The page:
When I read "Issues I Dealt With in Therapy" in the New Yorker, I thought it was one of the funniest short stories I'd ever read, and I still think that. However, Klam's New Yorker version of the story benefited immensely from an editor out to make it briefer and punchier, more focused. The version in "Sam the Cat and Other Stories" is about five pages longer, but it feels about twenty. And the only reason I'm telling this anecdote here is that, for me, this lack of punch and focus hurts a lot of the stories in the collection.
The funny moments in "Sam the Cat and Other Stories" are way too numerous to list in even the most abbreviated form, but, as one reviewer has pointed out already, some of them repeat themselves, so you'd probably have to list them twice. More troublesome is the repetition of mindset, as one narrator after another gets smelted into one mass of undelineated young white male insecurity and aggression. Part of why I read fiction is the way it's able to take me places; Klam only really ever takes you to one place, and not matter how much you like it and how funny it is, you will begin asking yourself where it all ends. I can't help but compare "Sam the Cat" to another young white male collection of stories, but one that really reaches a good degree of breadth and humanity, Paul Rawlins' Flannery O'Connor Award-winning "No Lie Like Love." Rawlins shows you a spectrum of experiences, while Klam seems overly enamored of the same one. Over. And over.
I still like the collection, and will probably read it again. (Hell, I'm teaching "Issues I Dealt With in Therapy" in a Short Fiction class next semester--the short version.) But I want to see its author stretch on his next effort. He's got way too much talent and style to be retreading the same tires for 200 pages.
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10 of 11 people found the following review helpful By Mark Miller on August 14, 2000
Format: Hardcover
My wife and I have been discussing this book for weeks since we both read it. I enjoyed the writing on EVERY PAGE -- how often can you say that about a book? My wife, on the other hand, was uncomfortable with some of the coarse language, graphic descriptions, and uninhibited reality of what many men feel in relationships and in other parts of their life. Relationships can be confusing, especially when you think about what you're supposed to feel, to do, etc. This book is an uncensored look at what many men feel, even though most (unlike the author, I guess) are careful not to reveal these thoughts. Some women (and men) may mistakenly find the book sexist or even misogynist, but the truth is, this book is very true -- and did I mention it's a great read? Take it to the beach, or take it to bed. But don't take it -- or yourself -- too seriously. If you can't appreciate anything else, enjoy the wonderful prose.
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12 of 16 people found the following review helpful By JR Otto on May 16, 2000
Format: Hardcover
I recently re-read There Should Be A Name For It (in the New Yorker) and I was KNOCKED OUT AGAIN!I don't write online reviews for books -- but I have been waiting for this one for so long I figured I owed it to somebody. I have been following Matthew Klam's fiction in the New Yorker for a long time and what I have to say is these stories stay with me and make me think and argue with my boyfriend (in a good way) and keep coming back to me. He's one of my favorite writers -- I only wish he'd been writing longer so there would be more of his stuff for me to read.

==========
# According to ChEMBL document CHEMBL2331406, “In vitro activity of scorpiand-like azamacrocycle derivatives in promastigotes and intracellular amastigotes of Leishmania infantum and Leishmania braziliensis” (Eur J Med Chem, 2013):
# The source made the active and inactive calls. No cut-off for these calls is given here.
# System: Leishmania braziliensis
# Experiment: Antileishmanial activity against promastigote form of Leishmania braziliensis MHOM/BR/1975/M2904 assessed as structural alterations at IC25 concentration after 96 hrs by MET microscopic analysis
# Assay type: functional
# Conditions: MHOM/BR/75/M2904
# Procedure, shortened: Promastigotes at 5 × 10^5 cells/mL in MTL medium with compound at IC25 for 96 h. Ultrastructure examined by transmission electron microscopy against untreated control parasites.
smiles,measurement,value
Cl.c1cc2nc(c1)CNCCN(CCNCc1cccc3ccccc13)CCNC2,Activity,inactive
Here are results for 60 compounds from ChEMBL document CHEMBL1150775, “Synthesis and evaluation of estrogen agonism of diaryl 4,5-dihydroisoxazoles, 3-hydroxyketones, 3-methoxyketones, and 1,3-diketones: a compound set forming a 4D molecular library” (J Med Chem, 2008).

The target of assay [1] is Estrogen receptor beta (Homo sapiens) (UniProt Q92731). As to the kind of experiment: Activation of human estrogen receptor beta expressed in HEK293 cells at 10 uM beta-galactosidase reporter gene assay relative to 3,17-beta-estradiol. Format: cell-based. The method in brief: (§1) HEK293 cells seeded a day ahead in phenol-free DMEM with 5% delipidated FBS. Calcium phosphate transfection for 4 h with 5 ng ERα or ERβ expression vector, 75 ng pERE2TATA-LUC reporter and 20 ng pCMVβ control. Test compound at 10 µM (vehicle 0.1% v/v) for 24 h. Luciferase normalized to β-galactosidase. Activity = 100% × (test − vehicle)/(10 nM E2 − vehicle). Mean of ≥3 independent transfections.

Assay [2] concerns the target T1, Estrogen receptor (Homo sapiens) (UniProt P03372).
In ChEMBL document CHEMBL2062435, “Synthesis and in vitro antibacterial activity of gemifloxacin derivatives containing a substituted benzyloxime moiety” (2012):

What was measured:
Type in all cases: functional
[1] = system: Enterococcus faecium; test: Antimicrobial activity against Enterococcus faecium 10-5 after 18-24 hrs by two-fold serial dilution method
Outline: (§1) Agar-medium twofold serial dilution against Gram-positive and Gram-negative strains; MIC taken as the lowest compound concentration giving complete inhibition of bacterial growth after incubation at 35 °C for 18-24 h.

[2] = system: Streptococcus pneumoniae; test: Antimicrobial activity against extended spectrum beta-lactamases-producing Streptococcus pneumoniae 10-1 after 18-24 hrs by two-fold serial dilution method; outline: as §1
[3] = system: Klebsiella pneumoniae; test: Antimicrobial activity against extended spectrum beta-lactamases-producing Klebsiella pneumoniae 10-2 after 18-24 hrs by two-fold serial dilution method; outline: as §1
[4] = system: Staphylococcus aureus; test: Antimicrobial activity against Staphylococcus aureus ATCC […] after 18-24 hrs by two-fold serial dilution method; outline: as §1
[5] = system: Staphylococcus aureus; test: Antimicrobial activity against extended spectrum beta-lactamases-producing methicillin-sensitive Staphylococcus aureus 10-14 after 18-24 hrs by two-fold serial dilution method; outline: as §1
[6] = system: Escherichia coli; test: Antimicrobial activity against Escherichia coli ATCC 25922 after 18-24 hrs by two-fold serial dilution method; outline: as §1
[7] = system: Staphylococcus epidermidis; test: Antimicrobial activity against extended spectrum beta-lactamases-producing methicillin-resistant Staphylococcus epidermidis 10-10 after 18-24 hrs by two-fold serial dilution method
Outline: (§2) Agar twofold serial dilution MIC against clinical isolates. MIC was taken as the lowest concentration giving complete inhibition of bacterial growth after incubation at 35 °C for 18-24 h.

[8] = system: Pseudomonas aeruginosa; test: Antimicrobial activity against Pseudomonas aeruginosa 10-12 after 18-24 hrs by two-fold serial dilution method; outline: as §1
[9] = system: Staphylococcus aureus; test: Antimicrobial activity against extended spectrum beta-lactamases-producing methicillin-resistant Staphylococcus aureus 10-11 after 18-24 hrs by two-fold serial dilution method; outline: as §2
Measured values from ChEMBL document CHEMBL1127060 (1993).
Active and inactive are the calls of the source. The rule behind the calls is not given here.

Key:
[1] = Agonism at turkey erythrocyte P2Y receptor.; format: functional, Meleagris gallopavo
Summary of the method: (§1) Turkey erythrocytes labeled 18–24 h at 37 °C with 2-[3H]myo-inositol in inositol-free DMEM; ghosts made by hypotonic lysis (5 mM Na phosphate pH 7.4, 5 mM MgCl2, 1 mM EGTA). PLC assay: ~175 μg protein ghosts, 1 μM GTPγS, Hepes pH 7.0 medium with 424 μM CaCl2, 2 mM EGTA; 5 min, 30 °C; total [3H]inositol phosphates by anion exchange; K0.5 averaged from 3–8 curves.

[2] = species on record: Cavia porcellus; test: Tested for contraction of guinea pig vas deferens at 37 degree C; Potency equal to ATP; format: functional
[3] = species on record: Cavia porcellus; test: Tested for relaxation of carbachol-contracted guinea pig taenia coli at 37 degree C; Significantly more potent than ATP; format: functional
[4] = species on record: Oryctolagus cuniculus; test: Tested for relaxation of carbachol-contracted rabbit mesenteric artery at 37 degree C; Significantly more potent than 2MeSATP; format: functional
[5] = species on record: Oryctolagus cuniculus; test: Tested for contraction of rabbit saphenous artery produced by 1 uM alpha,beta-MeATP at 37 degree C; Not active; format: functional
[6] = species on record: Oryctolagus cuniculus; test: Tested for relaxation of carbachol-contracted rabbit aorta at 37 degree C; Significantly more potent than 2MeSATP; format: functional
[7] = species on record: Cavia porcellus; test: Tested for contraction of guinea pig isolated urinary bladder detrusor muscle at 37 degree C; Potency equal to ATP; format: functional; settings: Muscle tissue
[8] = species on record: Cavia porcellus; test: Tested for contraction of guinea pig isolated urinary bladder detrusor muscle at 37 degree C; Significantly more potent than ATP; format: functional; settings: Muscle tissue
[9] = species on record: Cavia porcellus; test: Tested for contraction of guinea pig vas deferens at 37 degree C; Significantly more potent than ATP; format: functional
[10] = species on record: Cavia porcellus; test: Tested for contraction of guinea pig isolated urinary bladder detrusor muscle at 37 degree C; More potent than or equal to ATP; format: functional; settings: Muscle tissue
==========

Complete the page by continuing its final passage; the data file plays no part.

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4 of 5 people found the following review helpful By Kevin M Burns on September 15, 2001
Format: Paperback
[[[[[From The Battalion]]]]]]
Sam the Cat is an original and feisty piece of American fiction. Klam takes a big torch and burns away pretense and facade. This collection of seven short stories disregards everybody's concerns and emotions but the teller's. In many ways, this novel is naked, but does not shy away from its nakedness - it runs into crowds.
The title story, "Sam the Cat," is about a guy who constantly attempts to find comfort in his life. He constantly dates women and enjoys sex in a vain attempt to settle into society.
At a bar, Sam's eyes follow a pair of legs from the ground up - along the calves, thighs, midsection, up the back, the neck, and finds himself convinced that this is what he is looking for. The head turns quickly and he is staring eye-to-eye with another man. This does not align with his world view, but he somehow finally feels comfortable.
This is the type of story Klam is going to tell. He deals with the emotions that people feel. He is bold and uncut and tells the whole truth. The truth is not that Sam is gay or straight, but that he is thinking, feeling and discovering.
In "There Should be a Name for It," Klam details a beautiful relationship of love and happiness that is interrupted by an unplanned pregnancy. Jack treats his wife Lynn disrespectfully and leaves her and her mother to deal with the pregnancy. The mother's only advice comes in a foreign language: aborto, that is, abortion. Jack's tragic abandonment, both emotionally and physically of Lynn is Klam's social commentary of the harsh reality women face.
Klam has a voice that is shamelessly honest. His article on romancing the drug ecstasy in the New York Times Magazine is a perfect example. He is relentless in his pursuit of accuracy.